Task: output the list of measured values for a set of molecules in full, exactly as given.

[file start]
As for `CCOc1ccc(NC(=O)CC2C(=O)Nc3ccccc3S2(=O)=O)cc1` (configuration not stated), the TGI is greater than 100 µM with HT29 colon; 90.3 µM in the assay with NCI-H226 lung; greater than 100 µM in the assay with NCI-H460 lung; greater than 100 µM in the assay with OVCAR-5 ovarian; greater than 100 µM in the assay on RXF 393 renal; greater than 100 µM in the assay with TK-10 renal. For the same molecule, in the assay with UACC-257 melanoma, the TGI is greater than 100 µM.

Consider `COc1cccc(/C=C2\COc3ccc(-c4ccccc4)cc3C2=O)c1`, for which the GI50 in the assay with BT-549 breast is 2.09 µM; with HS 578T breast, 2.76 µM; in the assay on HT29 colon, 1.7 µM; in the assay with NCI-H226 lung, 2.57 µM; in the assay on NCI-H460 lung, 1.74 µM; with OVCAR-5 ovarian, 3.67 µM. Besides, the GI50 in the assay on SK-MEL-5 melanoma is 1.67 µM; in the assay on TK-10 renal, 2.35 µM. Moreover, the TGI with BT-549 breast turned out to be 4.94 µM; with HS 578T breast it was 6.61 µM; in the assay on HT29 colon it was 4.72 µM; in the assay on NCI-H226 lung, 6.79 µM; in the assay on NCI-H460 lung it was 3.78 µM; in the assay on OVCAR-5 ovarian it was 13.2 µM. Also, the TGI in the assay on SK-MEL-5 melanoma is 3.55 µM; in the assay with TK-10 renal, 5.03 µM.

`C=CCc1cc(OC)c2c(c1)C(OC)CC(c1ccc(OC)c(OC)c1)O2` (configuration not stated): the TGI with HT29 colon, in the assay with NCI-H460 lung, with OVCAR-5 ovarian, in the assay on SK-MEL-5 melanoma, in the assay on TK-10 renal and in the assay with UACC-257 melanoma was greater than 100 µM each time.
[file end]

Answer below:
As for `CCOc1ccc(NC(=O)CC2C(=O)Nc3ccccc3S2(=O)=O)cc1` (configuration not stated), the TGI is greater than 100 µM with HT29 colon; 90.3 µM in the assay with NCI-H226 lung; greater than 100 µM in the assay with NCI-H460 lung; greater than 100 µM in the assay with OVCAR-5 ovarian; greater than 100 µM in the assay on RXF 393 renal; greater than 100 µM in the assay with TK-10 renal. For the same molecule, in the assay with UACC-257 melanoma, the TGI is greater than 100 µM.

Consider `COc1cccc(/C=C2\COc3ccc(-c4ccccc4)cc3C2=O)c1`, for which the GI50 in the assay with BT-549 breast is 2.09 µM; with HS 578T breast, 2.76 µM; in the assay on HT29 colon, 1.7 µM; in the assay with NCI-H226 lung, 2.57 µM; in the assay on NCI-H460 lung, 1.74 µM; with OVCAR-5 ovarian, 3.67 µM. Besides, the GI50 in the assay on SK-MEL-5 melanoma is 1.67 µM; in the assay on TK-10 renal, 2.35 µM. Moreover, the TGI with BT-549 breast turned out to be 4.94 µM; with HS 578T breast it was 6.61 µM; in the assay on HT29 colon it was 4.72 µM; in the assay on NCI-H226 lung, 6.79 µM; in the assay on NCI-H460 lung it was 3.78 µM; in the assay on OVCAR-5 ovarian it was 13.2 µM. Also, the TGI in the assay on SK-MEL-5 melanoma is 3.55 µM; in the assay with TK-10 renal, 5.03 µM.

`C=CCc1cc(OC)c2c(c1)C(OC)CC(c1ccc(OC)c(OC)c1)O2` (configuration not stated): the TGI with HT29 colon, in the assay with NCI-H460 lung, with OVCAR-5 ovarian, in the assay on SK-MEL-5 melanoma, in the assay on TK-10 renal and in the assay with UACC-257 melanoma was greater than 100 µM each time.